Politicans and world leaders making news and in the news, and spouting hot air
JOHN Howard says we’re winning:
Perhaps the most convincing sign of all that some progress has been made is the significant decline in media coverage of Iraq – noticeable both in the United States and Australia. The dominant left-liberal elements in the media in both our countries apparently cannot bring themselves to acknowledge good news stories coming out of Baghdad.
TO hell with the peacemakers
VIA: Willilam Buckley “famously smoked marijuana — after sailing his boat outside the U.S. territorial limits, where it would no longer be illegal. Finally at the age of 78, Buckley wrote an editorial for the National Review decrying the war on pot.”
“Legal practices should be informed by realities,” Buckley argued, citing 700,000 pot arrests each year, 87% of which involved only possession of small amounts. “This exercise in scrupulosity costs us $10-15 billion per year in direct expenditures alone.”
But would America ever rise up and demand a change in marijuana laws?
It is happening, but ever so gradually. Two of every five Americans, according to a 2003 Zogby poll cited by Dr. Nadelmann, believe “the government should treat marijuana more or less the same way it treats alcohol: It should regulate it, control it, tax it, and make it illegal only for children”. The Dutch do odd things, but here they teach us a lesson.
Buckley’s position was unexpected, but it offered an honorable example of his real commitment to intellectualism. He began his essay by writing that “Conservatives pride themselves on resisting change, which is as it should be. But intelligent deference to tradition and stability can evolve into intellectual sloth and moral fanaticism, as when conservatives simply decline to look up from dogma because the effort to raise their heads and reconsider is too great.”
His son said Buckley died “with his boots on,” according to BBC News — writing at his desk. “If he had been given a choice on how to depart this world,” the National Review wrote, “I suspect that would have been exactly it. At home, still devoted to the war of ideas.”
WHEN Alan Duncan MP announced that he was to marry James Dunseath, we wondered what they would say in Cheltenham.
Now a “senior conservative” in Duncan’s Rutland Melton constituency offers the Mail: “This is too much for many people here who thought they were getting a straight bachelor.
“He used to receive invitations from the strait-laced Duke of Rutland to stay at Belvoir Castle!”
The Duke offers no recorded comment…
HILLARY Clinton and Barack Obama fight it out in the TV gameshow Fix That Issue.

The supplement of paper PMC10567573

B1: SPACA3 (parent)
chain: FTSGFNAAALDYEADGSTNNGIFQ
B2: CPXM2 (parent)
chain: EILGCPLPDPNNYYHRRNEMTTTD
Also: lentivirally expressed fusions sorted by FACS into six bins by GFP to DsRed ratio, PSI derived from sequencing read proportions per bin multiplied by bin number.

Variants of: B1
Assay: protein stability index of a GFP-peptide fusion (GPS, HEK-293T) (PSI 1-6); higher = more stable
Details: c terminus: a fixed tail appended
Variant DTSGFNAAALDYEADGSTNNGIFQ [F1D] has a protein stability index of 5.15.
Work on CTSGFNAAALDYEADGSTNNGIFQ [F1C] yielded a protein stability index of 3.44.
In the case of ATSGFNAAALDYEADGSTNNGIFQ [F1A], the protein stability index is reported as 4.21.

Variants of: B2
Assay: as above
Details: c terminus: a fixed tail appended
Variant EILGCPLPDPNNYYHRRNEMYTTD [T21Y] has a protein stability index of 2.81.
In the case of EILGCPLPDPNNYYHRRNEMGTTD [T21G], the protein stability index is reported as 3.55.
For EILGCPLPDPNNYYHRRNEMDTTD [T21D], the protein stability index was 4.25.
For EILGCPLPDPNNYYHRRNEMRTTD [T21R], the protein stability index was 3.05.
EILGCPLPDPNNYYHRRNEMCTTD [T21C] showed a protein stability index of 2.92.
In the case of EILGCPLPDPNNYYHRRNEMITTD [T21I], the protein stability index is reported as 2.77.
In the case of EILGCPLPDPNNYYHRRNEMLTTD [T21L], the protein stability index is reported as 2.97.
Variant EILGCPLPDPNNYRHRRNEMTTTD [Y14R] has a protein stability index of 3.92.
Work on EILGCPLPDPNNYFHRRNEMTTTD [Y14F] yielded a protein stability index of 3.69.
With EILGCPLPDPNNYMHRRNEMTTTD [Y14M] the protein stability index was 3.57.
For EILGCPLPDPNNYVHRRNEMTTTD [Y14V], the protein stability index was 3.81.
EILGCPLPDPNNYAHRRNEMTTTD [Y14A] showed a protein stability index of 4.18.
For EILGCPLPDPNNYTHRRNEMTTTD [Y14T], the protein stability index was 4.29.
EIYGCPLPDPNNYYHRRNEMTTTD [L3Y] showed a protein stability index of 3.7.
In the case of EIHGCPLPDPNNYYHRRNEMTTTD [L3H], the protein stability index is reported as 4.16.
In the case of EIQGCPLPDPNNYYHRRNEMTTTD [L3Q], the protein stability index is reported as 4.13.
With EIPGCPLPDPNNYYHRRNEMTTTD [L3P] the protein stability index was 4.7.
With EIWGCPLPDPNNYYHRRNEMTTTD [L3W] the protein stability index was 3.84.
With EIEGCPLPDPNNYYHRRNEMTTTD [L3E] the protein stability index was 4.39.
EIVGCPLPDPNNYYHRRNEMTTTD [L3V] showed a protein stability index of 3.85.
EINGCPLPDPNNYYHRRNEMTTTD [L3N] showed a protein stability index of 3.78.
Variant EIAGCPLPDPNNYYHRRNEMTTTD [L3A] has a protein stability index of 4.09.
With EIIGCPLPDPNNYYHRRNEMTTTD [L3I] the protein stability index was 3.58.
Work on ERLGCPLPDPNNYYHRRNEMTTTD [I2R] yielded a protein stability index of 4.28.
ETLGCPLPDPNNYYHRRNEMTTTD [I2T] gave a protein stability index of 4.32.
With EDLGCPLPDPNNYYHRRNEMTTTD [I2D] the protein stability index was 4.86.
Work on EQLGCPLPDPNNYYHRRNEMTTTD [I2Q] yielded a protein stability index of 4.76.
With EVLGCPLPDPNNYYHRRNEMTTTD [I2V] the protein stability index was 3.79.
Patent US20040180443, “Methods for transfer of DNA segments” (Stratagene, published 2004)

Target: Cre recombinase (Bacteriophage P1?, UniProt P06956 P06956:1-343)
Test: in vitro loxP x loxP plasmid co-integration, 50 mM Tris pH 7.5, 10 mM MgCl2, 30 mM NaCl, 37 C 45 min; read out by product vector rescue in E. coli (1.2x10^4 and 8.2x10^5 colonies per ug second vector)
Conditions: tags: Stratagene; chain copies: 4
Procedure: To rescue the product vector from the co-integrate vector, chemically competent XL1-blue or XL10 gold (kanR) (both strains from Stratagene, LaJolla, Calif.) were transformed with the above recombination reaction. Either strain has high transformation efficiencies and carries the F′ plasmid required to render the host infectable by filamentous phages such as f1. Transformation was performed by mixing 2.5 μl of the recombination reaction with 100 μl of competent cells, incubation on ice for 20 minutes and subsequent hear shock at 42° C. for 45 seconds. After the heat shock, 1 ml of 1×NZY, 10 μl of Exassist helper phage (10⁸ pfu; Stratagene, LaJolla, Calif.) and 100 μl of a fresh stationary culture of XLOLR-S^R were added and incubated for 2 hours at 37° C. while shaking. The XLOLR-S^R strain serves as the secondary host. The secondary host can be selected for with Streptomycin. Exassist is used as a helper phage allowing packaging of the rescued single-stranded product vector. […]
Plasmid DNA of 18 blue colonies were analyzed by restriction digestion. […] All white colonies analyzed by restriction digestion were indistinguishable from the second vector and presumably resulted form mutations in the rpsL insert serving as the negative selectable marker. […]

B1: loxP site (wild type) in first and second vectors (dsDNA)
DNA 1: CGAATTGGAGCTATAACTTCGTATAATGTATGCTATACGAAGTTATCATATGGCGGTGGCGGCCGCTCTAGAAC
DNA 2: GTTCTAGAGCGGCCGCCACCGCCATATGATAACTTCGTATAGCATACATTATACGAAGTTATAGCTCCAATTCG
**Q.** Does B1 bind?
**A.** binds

Do not adjust your set…
Bugs and Daffy represent polar opposites in how to deal with the world. Bugs is at ease, laid back, secure, confident. His lidded eyes and sly smile suggest a sense that he knows the way things work…
Bugs and Daffy. One is a compliment…
Daffy Duck, by contrast, is ever at war with a hostile world. He fumes, he clenches his fists, his eyes bulge, and his entire body tenses with fury. His response to bad news is a sibilant sneer (”Thanks for the sour persimmons, cousin!”). Daffy is constantly frustrated, sometimes by outside forces, sometimes by his own overwrought response to them. In one classic duel with Bugs, the two try to persuade Elmer Fudd to shoot the other—until Daffy, tricked by Bugs’ wordplay, screams, “Shoot me now!”
Shooting Hillary… (It is Hillary, right?)
RON Paul: “DALLAS—Republican Ron Paul didn’t get many votes for president in his home state, but he easily won the primary night nomination for his congressional seat.”
BOB KRUMM notes: “I’ve noticed over just the last couple days that Barack Obama is falling under media scrutiny for the first time–and he isn’t bearing well under the pressure.”
First there was his campaign’s leaked conversation with the Canadians: “Don’t worry, I’m only anti-NAFTA so that I can get the votes of the rubes.” Then his Rezko dealings got some long overdue notice. Now he is actually getting fact checked on the things he is claiming. And guess what? The facts don’t check. And it’s being reported. In San Francisco of all places.
Blame the journalists for not checking things from the off…
DEPUTY DUP leader Peter Robinson is red hot favourite to lead the party at 1/20, over Nigel Dodds priced at 10/1.
Lots bluestockings can bid on include, in no particular order, although…
1. Dinner for two with Michael Portillo
2. A chauffeur driven in the latest Rolls-Royce for shopping, high tea at Brown’s Hotel, VIP seats at Andrew Lloyd-Webber’s Sound of Music and a deluxe double room at Brown’s Hotel
3. Opera, personalised and performed just for you
4. A charcoal nude drawing by Chloe Cloherty. 32” wide x 42” high
A souvenir of Michael to take home
5. A house painting commission 24” x 30” in oil, by William Eyre
Redecorate the bedroom
6. A week of luxury on the Isle of Wight
Is it possible..?
HILLARY Clinton tries to be funny. But just ends up being unnerving:
BORED Minsiters who can’t be bothered to explain…
BARACK Obama is taking questions:
Reporters from the Associated Press and Reuters went after him for his false denial that a campaign aide had held a secret meeting with Canadian officials over Obama’s trade policy. A trio of Chicago reporters pummeled him with questions about the corruption trial this week of a friend and supporter. The New York Post piled on with a question about him losing the Jewish vote.